I have never been much of a believer in patents because I think most patent ideas are obvious to a person skilled in the art.
Simultaneous Phase-Shifting Fizeau Interferometer – 7,230,718
- James E. Millerd and James C. Wyant
- June 12, 2007
The tilted relationship between the reference and test mirrors of a Fizeau interferometer is used to spatially separate the reflections (R,T) from the two surfaces. The separate beams (R,T) are filtered through a spatial polarization element that provides different states of polarization to the beams. The beams (R,T) are subsequently recombined to form a substantially collinear beam that is processed using a spatial-phase-shift interferometer that permits quantitative phase measurement in a single video frame. Alternatively, two beams with orthogonal polarization are injected into the Fizeau cavity at different angles, such that after reflection from the reference and test optics they are substantially collinear. Unwanted reflections are blocked at the focal plane through the use of a circular aperture. Short coherence length light and a delay line may be used to mitigate stray reflections, reduce measurement integration times, and implement temporal phase averaging.
Pixelated Phase-Mask Interferometer – 7,230,717
- Neal J. Brock, James E. Millerd, James C. Wyant, and John B. Hayes
- June 12, 2007
A phase-difference sensor measures the spatially resolved difference in phase between orthogonally polarized reference and test wavefronts. The sensor is constructed as a pixelated phase-mask aligned to and imaged on a pixelated detector array. Each adjacent pixel of the phase-mask measures a predetermined relative phase shift between the orthogonally polarized reference and test beams. Thus, multiple phase-shifted interferograms can be synthesized at the same time by combining pixels with identical phase-shifts. The multiple phase-shifted interferograms can be combined to calculate standard parameters such as modulation index or average phase step. Any configuration of interferometer that produces orthogonally polarized reference and object beams may be combined with the phase-difference sensor of the invention to provide single-shot, simultaneous phase-shifting measurements.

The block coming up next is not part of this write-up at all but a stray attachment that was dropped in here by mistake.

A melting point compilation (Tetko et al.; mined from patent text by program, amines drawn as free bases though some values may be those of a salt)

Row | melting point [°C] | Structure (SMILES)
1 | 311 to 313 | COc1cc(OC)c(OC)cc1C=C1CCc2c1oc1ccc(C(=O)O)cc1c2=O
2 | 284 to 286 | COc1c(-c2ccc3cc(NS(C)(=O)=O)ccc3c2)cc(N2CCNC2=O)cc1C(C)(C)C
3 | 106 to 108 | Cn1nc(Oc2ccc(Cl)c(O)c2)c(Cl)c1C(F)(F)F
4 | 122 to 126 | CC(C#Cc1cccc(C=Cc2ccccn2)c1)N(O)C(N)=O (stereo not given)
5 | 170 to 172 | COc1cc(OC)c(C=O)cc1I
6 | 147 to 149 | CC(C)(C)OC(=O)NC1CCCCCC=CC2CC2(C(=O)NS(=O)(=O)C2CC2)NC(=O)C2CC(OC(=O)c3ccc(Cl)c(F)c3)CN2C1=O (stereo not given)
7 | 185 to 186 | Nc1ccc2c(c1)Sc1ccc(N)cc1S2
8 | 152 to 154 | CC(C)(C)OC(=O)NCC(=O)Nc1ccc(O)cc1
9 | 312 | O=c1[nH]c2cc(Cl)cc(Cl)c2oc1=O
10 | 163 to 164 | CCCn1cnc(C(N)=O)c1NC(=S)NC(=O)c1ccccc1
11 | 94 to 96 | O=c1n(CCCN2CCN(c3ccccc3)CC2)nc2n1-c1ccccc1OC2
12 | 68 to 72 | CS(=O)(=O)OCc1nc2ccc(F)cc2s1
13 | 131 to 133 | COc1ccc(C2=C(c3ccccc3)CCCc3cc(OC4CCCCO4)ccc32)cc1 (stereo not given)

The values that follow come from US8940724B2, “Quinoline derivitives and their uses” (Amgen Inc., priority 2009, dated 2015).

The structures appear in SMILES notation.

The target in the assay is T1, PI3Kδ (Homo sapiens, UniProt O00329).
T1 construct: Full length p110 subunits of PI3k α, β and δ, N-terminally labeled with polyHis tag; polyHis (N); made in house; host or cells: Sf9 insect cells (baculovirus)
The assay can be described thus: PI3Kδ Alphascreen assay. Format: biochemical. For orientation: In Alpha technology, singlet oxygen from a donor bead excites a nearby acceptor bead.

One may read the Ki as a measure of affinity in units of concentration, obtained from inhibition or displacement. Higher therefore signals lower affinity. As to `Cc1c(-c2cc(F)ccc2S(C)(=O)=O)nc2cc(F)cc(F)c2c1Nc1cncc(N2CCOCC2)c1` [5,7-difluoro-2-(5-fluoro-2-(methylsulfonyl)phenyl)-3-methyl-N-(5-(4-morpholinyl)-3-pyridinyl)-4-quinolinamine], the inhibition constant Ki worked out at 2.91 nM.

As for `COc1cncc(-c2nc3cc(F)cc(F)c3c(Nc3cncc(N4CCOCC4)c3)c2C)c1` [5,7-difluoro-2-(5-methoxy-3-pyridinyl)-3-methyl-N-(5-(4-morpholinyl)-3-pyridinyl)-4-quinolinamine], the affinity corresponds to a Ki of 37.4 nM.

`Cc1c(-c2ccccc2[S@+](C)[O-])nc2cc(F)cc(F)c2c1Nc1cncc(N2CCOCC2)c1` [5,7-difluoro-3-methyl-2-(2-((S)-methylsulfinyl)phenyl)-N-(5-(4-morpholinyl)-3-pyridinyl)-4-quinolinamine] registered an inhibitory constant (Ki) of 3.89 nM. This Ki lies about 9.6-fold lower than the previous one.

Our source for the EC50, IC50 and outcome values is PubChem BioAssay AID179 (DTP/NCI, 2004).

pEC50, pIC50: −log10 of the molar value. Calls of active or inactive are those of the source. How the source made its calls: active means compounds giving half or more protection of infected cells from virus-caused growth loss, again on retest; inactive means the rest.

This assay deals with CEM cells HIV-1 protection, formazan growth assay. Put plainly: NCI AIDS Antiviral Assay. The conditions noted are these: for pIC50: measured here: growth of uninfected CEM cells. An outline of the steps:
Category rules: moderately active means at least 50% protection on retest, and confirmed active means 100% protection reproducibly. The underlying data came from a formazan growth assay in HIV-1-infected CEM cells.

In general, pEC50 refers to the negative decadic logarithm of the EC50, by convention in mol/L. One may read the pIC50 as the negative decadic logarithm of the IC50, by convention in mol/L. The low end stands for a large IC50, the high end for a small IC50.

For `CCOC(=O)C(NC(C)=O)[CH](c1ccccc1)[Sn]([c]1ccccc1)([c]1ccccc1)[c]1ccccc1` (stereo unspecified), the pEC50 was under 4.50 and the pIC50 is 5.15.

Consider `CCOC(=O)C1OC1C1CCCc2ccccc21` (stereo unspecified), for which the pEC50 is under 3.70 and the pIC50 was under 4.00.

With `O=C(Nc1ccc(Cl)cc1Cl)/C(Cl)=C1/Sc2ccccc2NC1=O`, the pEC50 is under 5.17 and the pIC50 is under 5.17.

Simultaneous Phase-Shifting Fizeau Interferometer – 7,057,738
- James E. Millerd and James C. Wyant
- June 6, 2006
The tilted relationship between the reference and test mirrors of a Fizeau interferometer is used to spatially separate the reflections from the two surfaces. The separate beams are filtered through a spatial polarization element that provides different states of polarization to the beams. The beams are subsequently recombined to form a substantially collinear beam that is processed using a spatial-phase-shift interferometer that permits quantitative phase measurement in a single video frame. Alternatively, two beams with orthogonal polarization are injected into the Fizeau cavity at different angles, such that after reflection from the reference and test optics they are substantially collinear. Unwanted reflections are blocked at the focal plane through the use of a circular aperture. Short coherence length light and a delay line may be used to mitigate stray reflections, reduce measurement integration times, and implement temporal phase averaging.
Common Optical-Path Testing of High-Numerical Aperture Wavefronts – 7,057,737
- James E. Millerd, Neal J. Brock, John B. Hayes, and James C. Wyant
- June 6, 2006
A polarizing point-diffraction plate is used to produce common-path test and reference wavefronts with mutually orthogonal polarizations from an input wavefront. The common-path test and reference wavefronts are collimated, phase shifted and interfered, and the resulting interferograms are imaged on a detector. The interference patterns are then processed using conventional algorithms to characterize the input light wavefront.
Method and Apparatus for Absolute Optical Measurement of Entire Surfaces of Flats – 5,502,566
- Chiayu Ai, James C. Wyant, Lian-Zhen Shao, and Robert E. Parks
- March 26, 1996